Most Americans continue to feel U.S. democracy is threatened, and the Jan. 6 hearings offer a window into their different reasons why.
From what they've seen of the hearings thus far, half the country thinks former President Donald Trump planned to remain in office through unconstitutional and illegal activities. Half think that he should, in turn, be charged with crimes, and that the attack on the Capitol was an "insurrection."
Meanwhile, though, most Republicans feel Trump had no such plans, and a big, unmoved majority of them still say President Joe Biden didn't legitimately win. Half of Republicans still call that day's events "patriotism," a view that's floated around the same mark since that day.
The hearings haven't changed how people describe the day's events, compared to the way they did immediately afterward or a year later. That may be in part due to locked-in partisanship, and (relatedly) that not everyone is paying a lot of attention, including a big partisan difference in following it. Most Democrats are paying at least some attention, but most Republicans are not.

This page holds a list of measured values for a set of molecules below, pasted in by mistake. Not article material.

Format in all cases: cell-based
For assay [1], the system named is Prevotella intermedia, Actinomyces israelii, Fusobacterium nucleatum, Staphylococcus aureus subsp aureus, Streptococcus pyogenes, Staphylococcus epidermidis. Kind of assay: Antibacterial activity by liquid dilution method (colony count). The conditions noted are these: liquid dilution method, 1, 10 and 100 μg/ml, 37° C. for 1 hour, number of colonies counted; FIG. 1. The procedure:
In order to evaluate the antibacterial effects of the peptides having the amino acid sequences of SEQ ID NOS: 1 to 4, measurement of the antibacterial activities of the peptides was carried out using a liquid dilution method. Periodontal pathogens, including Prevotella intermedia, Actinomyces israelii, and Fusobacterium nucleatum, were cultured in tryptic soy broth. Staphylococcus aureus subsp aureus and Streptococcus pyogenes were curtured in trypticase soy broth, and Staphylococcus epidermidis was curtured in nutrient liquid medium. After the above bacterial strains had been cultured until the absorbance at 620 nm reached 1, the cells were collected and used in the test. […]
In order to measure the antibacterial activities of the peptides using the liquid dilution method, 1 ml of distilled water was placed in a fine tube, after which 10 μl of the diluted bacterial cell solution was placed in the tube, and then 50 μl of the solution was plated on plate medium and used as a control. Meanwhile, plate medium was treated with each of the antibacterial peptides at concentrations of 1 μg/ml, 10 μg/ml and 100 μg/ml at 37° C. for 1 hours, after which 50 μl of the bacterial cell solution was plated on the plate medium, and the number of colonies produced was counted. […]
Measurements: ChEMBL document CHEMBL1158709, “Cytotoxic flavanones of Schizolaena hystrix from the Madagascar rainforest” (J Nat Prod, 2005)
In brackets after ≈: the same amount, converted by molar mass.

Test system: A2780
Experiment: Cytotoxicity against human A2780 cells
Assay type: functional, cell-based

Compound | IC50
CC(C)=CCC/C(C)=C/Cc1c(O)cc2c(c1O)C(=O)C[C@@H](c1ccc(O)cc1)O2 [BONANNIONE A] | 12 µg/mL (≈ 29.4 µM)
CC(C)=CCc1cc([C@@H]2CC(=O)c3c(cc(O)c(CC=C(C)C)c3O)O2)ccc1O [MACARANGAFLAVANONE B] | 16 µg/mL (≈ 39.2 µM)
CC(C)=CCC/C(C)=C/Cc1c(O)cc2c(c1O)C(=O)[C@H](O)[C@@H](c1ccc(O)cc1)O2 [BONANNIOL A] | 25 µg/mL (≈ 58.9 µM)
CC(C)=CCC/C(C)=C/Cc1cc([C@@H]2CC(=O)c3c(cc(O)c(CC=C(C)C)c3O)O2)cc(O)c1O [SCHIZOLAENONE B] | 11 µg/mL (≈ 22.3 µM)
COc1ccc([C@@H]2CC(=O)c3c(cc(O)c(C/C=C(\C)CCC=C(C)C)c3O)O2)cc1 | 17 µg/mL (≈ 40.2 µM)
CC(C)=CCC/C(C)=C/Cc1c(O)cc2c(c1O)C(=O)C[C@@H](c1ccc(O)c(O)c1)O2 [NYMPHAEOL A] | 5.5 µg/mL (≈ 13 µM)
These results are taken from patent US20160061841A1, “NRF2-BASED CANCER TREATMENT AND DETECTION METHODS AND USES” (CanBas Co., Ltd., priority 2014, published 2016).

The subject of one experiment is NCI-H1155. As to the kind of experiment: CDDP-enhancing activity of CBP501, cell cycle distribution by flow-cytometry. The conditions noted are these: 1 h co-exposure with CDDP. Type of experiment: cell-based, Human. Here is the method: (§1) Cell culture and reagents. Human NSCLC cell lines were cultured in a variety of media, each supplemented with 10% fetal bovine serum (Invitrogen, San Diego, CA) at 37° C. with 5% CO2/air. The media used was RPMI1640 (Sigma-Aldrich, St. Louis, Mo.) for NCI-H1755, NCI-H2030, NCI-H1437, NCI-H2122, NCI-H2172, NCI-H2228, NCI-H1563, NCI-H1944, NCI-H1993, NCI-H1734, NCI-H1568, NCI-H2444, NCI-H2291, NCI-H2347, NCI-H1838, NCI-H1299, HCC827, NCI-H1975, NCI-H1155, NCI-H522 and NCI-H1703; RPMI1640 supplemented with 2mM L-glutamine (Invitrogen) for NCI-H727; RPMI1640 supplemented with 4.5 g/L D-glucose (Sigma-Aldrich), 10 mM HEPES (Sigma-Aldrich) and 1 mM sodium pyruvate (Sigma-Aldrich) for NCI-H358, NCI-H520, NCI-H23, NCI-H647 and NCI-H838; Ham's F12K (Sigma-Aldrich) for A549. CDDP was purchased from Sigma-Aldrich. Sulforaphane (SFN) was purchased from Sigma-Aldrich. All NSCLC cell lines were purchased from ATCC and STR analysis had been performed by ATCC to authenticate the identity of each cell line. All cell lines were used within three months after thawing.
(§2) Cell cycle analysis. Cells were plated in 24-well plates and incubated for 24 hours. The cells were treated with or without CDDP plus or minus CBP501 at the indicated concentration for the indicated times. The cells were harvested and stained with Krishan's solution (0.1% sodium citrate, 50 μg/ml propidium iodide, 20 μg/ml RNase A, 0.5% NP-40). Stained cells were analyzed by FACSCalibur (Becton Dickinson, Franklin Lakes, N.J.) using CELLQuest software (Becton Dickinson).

So, we still see Democrats and many independents calling the day's events an "insurrection," and an attempted overthrow of the government.
But there is a divide among Republicans, with half of them calling it "defending freedom" or "patriotism." The Republicans who say Biden didn't win are especially likely to use those terms, which once again underscores the connection between that belief and opinions on the attack.
So what comes next?
The implications for democracy, more generally, stem from views of what should happen now. Eight in 10 Democrats and 44% of independents want to see Trump charged, saying that would strengthen democracy. Three in 4 Republicans say clearing Trump of wrongdoing would actually strengthen democracy.
Confidence in another U.S. institution, the election process, isn't faring well in the current context either. Amid testimony and discussion of pressure put on elections and officials in the wake of 2020, as well as recent primaries elevating candidates who don't accept the validity of the 2020 election results, most Americans think it at least somewhat likely that in the future, elections officials will refuse to certify a result for political reasons.
This CBS News/YouGov survey was conducted with a nationally representative sample of 2,265 U.S. adult residents interviewed between June 22-24, 2022. The sample was weighted according to gender, age, race, and education based on the U.S. Census American Community Survey and Current Population Survey, as well as to 2020 presidential vote. The margin of error is ±2.6 points.
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